The conspiracy theory seems to me that it is like tilting at windmills. We want to see enemies out of ordinary items. Windmills are not giants to be slain. Windmills are in fact windmills. Individuals who see windmills as giants have a very special place in psychiatric classifications.
There is a place for reform. When we see a better way of doing things, we should champion the better way. You can in fact build a better windmill. You can build something so much better that windmills become obsolete. Seeing a windmill as ineffective is different than seeing it as a giant to be slain.
The Republican Party has become more reform-minded and more conservative over the past 30 years. The Arlen Specters and Bob Packwoods are pretty much gone. In their places are dynamic, smart, articulate leaders such as Tom Cotton, Ben Sasse, Cory Gardner, Bobby Jindal, Scott Walker, Paul Ryan, Tim Scott, Nikki Haley, Ted Cruz, Susana Martinez and Marco Rubio. The party has become more conservative and more ethnically diverse.
Between 2008 and 2014, when Republicans were the minority in the Senate, they blocked cap and trade, the “public option” in Obamacare and card check. Republicans declined to give President Obama universal pre-K, the “Paycheck Fairness Act,” expanded unemployment benefits, a higher federal minimum wage, varieties of gun control, mandatory paid sick leave, a tax on multinational corporations, higher taxes on individuals and more. They passed bills authorizing the Keystone pipeline (which was vetoed) and trade promotion authority (the one issue Obama is not wrong about). They endorsed entitlement reform.
Source: Mona Charen
Building a better windmill that in fact does work. If it doesn’t work, in the free market of ideas, that tells us something.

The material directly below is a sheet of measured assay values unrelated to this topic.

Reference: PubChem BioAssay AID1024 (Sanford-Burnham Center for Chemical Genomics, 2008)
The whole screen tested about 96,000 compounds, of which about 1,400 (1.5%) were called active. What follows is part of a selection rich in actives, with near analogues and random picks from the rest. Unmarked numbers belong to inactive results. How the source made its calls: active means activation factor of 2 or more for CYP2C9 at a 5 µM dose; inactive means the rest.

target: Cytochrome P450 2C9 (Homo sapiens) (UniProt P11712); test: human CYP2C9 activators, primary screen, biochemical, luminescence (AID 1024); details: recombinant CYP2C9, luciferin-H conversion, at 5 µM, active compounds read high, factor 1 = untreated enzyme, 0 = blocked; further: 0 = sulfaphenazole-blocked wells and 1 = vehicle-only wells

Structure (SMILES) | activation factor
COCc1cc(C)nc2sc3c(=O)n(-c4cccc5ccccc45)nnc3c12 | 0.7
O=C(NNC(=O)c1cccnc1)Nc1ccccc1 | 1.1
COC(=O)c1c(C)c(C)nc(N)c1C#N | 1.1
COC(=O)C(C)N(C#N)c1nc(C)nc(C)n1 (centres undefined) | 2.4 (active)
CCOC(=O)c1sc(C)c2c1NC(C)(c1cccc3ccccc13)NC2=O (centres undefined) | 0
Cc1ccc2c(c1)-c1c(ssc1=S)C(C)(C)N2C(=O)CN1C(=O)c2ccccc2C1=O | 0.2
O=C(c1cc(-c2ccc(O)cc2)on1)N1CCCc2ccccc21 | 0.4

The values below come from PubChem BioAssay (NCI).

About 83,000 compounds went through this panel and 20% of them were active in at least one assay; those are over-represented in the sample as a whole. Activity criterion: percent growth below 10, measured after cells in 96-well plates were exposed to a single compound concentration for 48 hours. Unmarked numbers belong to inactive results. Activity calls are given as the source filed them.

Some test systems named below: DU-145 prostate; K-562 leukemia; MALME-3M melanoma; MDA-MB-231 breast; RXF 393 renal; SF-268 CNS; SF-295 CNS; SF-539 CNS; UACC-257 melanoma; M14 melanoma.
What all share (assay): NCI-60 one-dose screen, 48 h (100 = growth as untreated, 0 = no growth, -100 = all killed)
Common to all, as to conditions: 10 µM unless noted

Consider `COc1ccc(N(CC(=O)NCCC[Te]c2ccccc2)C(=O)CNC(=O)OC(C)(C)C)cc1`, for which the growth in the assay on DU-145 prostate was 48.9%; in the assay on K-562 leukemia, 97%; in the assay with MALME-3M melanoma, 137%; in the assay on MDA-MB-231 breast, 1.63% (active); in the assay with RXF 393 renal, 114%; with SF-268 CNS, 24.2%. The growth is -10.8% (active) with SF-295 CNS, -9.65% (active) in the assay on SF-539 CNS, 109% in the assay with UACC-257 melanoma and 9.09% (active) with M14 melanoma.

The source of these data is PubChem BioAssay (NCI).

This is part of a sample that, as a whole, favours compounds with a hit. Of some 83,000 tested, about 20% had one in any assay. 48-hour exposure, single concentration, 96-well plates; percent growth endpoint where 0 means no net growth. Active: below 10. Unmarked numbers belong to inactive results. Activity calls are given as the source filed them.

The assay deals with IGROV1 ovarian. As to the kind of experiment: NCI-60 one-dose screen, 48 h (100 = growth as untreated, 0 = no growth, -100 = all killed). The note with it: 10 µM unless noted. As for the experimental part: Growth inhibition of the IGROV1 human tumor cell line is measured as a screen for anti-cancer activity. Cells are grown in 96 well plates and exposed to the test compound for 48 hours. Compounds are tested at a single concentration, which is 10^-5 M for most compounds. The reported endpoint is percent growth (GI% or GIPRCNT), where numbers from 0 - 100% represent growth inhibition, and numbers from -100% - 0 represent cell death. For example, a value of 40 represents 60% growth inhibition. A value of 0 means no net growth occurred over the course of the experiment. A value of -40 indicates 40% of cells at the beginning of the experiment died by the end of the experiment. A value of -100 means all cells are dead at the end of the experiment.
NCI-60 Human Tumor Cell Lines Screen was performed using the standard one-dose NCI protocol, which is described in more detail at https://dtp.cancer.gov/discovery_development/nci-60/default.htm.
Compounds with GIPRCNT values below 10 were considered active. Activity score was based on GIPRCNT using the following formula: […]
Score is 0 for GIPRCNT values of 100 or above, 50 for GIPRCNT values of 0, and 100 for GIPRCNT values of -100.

Just then they came in sight of thirty or forty windmills that rise from that plain. And no sooner did Don Quixote see them that he said to his squire, “Fortune is guiding our affairs better than we ourselves could have wished. Do you see over yonder, friend Sancho, thirty or forty hulking giants? I intend to do battle with them and slay them. With their spoils we shall begin to be rich for this is a righteous war and the removal of so foul a brood from off the face of the earth is a service God will bless.”
“What giants?” asked Sancho Panza.
“Those you see over there,” replied his master, “with their long arms. Some of them have arms well nigh two leagues in length.”
“Take care, sir,” cried Sancho. “Those over there are not giants but windmills. Those things that seem to be their arms are sails which, when they are whirled around by the wind, turn the millstone.”
Source: Part 1, Chapter VIII. Of the valourous Don Quixote’s success in the dreadful and never before imagined Adventure of the Windmills, with other events worthy of happy record.
It is interesting how, when it comes to numbers, we miss the basics. It is even more interesting, how politicians many times don’t get it either.
Three percent growth is not 1 percent better than 2 percent growth, it is 50 percent better. And you can extrapolate from there.
Of course, the best thing for the government to do is get out of the way. That has a huge economic impact.
If there is going to be growth-igniting tax reform — and if there isn’t, American politics will sink deeper into distributional strife — Brady will begin it. Fortunately, the Houston congressman is focused on this simple arithmetic: Three percent growth is not 1 percent better than 2 percent growth, it is 50 percent better.